NATO likewise acted collectively to demonstrate resolve in the East. The NATO Readiness Action Plan was developed immediately to implement a range of short-term assurance measures for Eastern Allies and longer-term adaptation measures to improve the deterrence posture of the Alliance. At the 2014 Wales Summit of Heads of State and Government (HOS/G), Allies agreed to a dramatic expansion of the NATO Response Force (NRF), including the development of a Very High Readiness Joint Task Force (VJTF) that could put a brigade’s worth of combat power on the ground within 5-7 Days of activation. Importantly, the VJTF would be comprised of units from 10 to 15 Allies, signaling a unified response to any aggression that triggered its deployment. We also saw this inclination to staff units with broad representation from across the Alliance in the composition of the NATO Force Integration Units (NFIUs), also agreed at Wales. At the Warsaw Summit two years later, this logic of fielding multi-flagged units to demonstrate NATO unity was extended further, with the advent of enhanced Forward Presence (eFP) in the Alliance’s Northeast and tailored Forward Presence (tFP) in the Southeast.
Thus, like the U.S.’s OAR, the VJTF, eFP, and tFP meant that other NATO Allies too were signaling a commitment to extended deterrence on the Alliance’s Eastern flank and, like the U.S., the combat power of these formations was far from decisive. A 2016 RAND Corporation study stated its findings bluntly, “as currently postured, NATO cannot successfully defend the territory of its most exposed members. This was far from an epiphany. The force posture in the Baltics was particularly problematic and served as a special point of emphasis for the same RAND study. “Across multiple games using a wide range of experts,” according to the study’s authors David Shlapak and Michael Johnson, “the longest it has taken Russian forces to reach the outskirts of Tallinn and Riga is 60 hours.” RAND was evaluating the Alliance on its ability to deter by denial in the Baltics, but one might view Allies’ efforts, at least through 2016, as working to demonstrate a commitment to extended deterrence through deterrence by punishment. That is, broad Allied “skin in the game” would ensure that any act of aggression would engender a unified Alliance response. If NATO could not prevent an initial decision, forward deployed NATO troops and initial rapid reinforcement would make a broader conflict and, therefore, NATO retaliation unavoidable.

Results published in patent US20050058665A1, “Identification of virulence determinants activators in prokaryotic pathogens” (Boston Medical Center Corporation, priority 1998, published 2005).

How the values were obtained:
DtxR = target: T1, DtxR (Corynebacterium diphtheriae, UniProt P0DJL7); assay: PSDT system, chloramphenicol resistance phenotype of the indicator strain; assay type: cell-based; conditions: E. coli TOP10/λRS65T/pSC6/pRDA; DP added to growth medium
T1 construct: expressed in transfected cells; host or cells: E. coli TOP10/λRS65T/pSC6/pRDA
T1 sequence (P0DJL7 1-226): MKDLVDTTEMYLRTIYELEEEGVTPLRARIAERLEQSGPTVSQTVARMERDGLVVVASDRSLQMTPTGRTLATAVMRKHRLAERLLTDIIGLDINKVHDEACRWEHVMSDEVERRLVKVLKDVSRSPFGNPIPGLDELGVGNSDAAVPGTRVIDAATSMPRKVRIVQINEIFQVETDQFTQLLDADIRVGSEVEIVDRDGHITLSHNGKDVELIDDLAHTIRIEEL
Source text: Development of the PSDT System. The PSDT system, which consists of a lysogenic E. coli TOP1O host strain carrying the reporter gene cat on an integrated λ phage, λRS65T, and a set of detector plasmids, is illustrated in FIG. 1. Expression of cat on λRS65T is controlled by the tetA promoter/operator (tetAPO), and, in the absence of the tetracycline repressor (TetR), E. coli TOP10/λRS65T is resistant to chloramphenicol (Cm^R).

Meanwhile, both individual Allies and the Alliance have continued to work on longer term NATO adaptation measures that would allow the Alliance to develop a credible deterrence by denial capability. The HOS/G commitment at Wales to move their nations toward spending 2 percent of Gross Domestic Product on defense and spending 20 percent of the defense budget on modernization and equipment was one important step to developing more credible military capabilities. For its part, the U.S. has responded by dramatically increasing defense expenditures ear-marked for Europe, increasing ERI spending from $1 Billion in 2015 to $4.8 Billion in 2018, with a request of $6.5 Billion for 2019. In fact, ERI itself was renamed from European Reassurance Initiative to European Deterrence Initiative (EDI) in the 2017 legislation. This money has gone to increased presence of rotational forces, expanded exercises and training, enhanced prepositioning of equipment, improved infrastructure, and the building of partner capacity.
NATO has followed suit, initially allocating $200 million toward the development of a prepositioning site for U.S. equipment in Poland  and, at the 2018 Brussels Summit, NATO further sharpened its focus on deepening the “NATO bench” and improving readiness in order to be capable of fielding significant combat forces in a shorter period of time. The so-called four-30s plan commits Allies to making available 30 troop battalions, 30 squadrons of aircraft, and 30 warships on 30 days’ notice-to-move. Along with the development of ready units, NATO has also been working on improving intra-European mobility. Ideas like the development of an EU “Schengen Zone-like” collection of countries that commit to expediting military mobility have begun to take shape. Currently the Alliance is beginning to grapple with the much tougher and more costly task of improving the physical infrastructure required to enable mobility. All of these efforts suggest a transition from an initial focus on establishing the credibility of NATO threats to respond vigorously to any aggression against NATO Allies, initially successful or not (deterrence by punishment), to a more calculable ability to deny an aggressor the prospect of an initial, quick victory.
Deterrence Theory as Guide to Future Practice